The Real Deal New York

Downtown Brooklyn’s second act: Q&A, part I

Forest City's MaryAnne Gilmartin and RXR's Seth Pinsky offer their takes

May 23, 2016 04:50PM
By Farah Halime

MaryAnne-Gilmartin-seth-pinsky copy

MaryAnne Gilmartin and Seth Pinsky

From the May issue: The buzz surrounding Downtown Brooklyn’s skyline has lately reached a fever pitch. Last year, JDS and the Chetrit Group unveiled plans to build Brooklyn’s tallest tower, a 73-story residential skyscraper that would be twice as high as anything surrounding it. The investment represents a stark contrast to where the neighborhood was just over a decade ago.

“People considered the ZIP code to be socially unattractive, as opposed to a community that offered a diversity of culture,” said MaryAnne Gilmartin, president and CEO of Forest City Ratner, which owns the downtown MetroTech Center and is building its Pacific Park development adjacent to the area.

Since a 2004 rezoning, nearly 41 million square feet has been built or is in the works in Downtown Brooklyn.

Most of that has been residential, but attention is now expanding to the office market. In November, the developer of 420 Albee Square, JEMB Realty, scrapped its plans to build a residential tower and will instead switch to office. “We’re no longer relegated to the back office tenant,” said Albert Laboz, principal of United American Land. “Now we’re getting primary tenants who are the creative, TAMI crowd.”

The Real Deal asked a panel experts to weigh in on the Downtown Brooklyn real estate market. Read on for the first web installment with MaryAnne Gilmartin of Forest City Ratner and Seth Pinsky of RXR Realty.

MaryAnne Gilmartin
President/CEO, Forest City Rather

The neighborhood’s rezoning in 2004 has been credited with spurring tremendous development. But it was largely driven by residential development. Why did that happen?

Downtown Brooklyn’s rezoning went in a completely different direction than was planned. I don’t think anybody, including Forest City, ever imagined the residential market would kick in like it did. We thought we’d see a third central business district thrive and an expansion of the office market as a result of the zoning, but that didn’t happen. It started with the food movement and then the artists. They all flocked to Brooklyn. Certainly, government policies, including the allowance for taller buildings to spur the office market, allowed for market forces to respond so that residential development took over.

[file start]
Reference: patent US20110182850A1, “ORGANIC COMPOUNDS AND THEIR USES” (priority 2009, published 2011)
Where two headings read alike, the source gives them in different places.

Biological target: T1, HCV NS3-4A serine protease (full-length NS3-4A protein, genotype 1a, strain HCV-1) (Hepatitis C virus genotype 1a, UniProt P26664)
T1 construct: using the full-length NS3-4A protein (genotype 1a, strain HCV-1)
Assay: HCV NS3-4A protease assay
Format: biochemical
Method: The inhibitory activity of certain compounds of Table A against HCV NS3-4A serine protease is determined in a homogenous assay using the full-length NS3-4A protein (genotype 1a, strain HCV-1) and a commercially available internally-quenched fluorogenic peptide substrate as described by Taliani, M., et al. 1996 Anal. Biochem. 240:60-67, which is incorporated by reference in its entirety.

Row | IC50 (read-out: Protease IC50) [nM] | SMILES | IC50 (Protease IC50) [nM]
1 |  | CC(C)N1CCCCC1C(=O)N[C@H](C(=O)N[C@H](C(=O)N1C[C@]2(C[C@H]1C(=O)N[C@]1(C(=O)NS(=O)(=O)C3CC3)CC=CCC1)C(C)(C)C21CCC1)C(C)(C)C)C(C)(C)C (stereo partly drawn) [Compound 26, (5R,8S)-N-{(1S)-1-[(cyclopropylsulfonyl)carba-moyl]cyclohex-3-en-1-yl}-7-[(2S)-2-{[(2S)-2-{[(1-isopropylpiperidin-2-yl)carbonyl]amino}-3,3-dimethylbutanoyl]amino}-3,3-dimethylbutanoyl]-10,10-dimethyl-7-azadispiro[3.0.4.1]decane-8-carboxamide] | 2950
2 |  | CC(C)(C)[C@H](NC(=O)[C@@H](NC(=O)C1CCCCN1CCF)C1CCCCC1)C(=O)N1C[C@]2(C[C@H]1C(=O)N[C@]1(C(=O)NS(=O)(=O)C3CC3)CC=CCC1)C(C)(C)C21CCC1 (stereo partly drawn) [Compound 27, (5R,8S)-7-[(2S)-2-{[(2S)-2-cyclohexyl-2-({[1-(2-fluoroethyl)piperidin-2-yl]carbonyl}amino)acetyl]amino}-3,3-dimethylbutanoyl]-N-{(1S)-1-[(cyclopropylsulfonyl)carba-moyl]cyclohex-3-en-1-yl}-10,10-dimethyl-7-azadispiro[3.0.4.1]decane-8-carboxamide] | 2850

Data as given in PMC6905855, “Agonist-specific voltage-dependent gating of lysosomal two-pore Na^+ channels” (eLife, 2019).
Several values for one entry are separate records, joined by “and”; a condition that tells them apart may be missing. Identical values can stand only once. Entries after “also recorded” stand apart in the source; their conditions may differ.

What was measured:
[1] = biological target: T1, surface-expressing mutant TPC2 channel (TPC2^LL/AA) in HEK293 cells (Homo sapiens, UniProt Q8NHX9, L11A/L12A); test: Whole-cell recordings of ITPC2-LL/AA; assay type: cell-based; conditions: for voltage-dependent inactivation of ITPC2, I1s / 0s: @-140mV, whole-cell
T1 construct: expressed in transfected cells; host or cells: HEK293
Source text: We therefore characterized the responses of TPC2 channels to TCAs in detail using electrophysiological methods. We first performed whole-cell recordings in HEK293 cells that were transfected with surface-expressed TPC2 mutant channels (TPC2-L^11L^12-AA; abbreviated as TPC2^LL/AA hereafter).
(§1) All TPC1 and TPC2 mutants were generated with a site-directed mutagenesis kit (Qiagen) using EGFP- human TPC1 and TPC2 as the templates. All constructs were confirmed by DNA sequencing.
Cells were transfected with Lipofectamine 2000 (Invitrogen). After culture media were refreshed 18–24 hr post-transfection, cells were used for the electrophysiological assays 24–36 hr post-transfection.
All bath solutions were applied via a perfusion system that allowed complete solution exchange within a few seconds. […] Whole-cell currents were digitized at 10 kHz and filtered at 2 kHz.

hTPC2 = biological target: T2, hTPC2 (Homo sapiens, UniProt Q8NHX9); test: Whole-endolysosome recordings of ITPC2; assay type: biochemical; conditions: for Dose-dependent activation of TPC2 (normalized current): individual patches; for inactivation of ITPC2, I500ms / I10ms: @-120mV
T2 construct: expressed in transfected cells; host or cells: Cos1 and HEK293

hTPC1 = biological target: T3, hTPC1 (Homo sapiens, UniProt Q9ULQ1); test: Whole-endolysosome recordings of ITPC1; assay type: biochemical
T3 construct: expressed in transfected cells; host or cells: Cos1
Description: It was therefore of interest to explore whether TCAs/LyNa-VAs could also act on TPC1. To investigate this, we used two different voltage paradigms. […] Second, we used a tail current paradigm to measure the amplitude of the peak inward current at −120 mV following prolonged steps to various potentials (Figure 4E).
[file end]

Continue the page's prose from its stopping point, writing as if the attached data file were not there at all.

What kind of buyers and renters are flocking to Downtown Brooklyn and how has this changed over the last few years?

It’s really about the spread when living in Brooklyn versus Manhattan. When you are hearing about the marking down of condominiums originally priced at $40 million or $50 million, that is not the real world. If interest rates continue to stay low and jobs continue to be created, city dwellers will have the financial security to buy in the city. If you look at the $1,500-per-square-foot condo in Brooklyn then look at what’s available in Manhattan, there is such a stark comparison. For the same quality you’re looking at north of $2,000 a square foot in Manhattan. That’s what we’re betting on in Brooklyn. If you’re a renter, an apartment at our luxury tower at 80 DeKalb goes for $60 a foot, which nobody believed would happen in Brooklyn. But then you have a similar building in Manhattan, like the Gehry building, where rents easily pierce $80 a foot. If I’m chasing $20 of spread, I think I’ve got a pretty nice runway in Brooklyn.

It’s no secret that new office complexes like Dumbo Heights and Empire Stores are wooing firms from the tech sector. Can Downtown Brooklyn compete with neighborhoods like Dumbo for TAMI-sector tenants? Do you envision a major company moving its headquarters to Downtown Brooklyn in the near future?

When you think about office markets and where people locate, discussing location is much more powerful than it was in the 1980s. The TAMI worker, the TAMI professional and student, all want to be in Brooklyn. The relative cost of a company to relocate to Brooklyn is highly compelling. The fact that there’s an engineering school going up on Jay Street, for example, allows for the creation of the new kind of 21st-century worker in Brooklyn. The traditional finance sector that was located in MetroTech has been replaced by NYU, Tough Mudder and Makerbot. They’re looking for a competitively priced space run by grown-ups.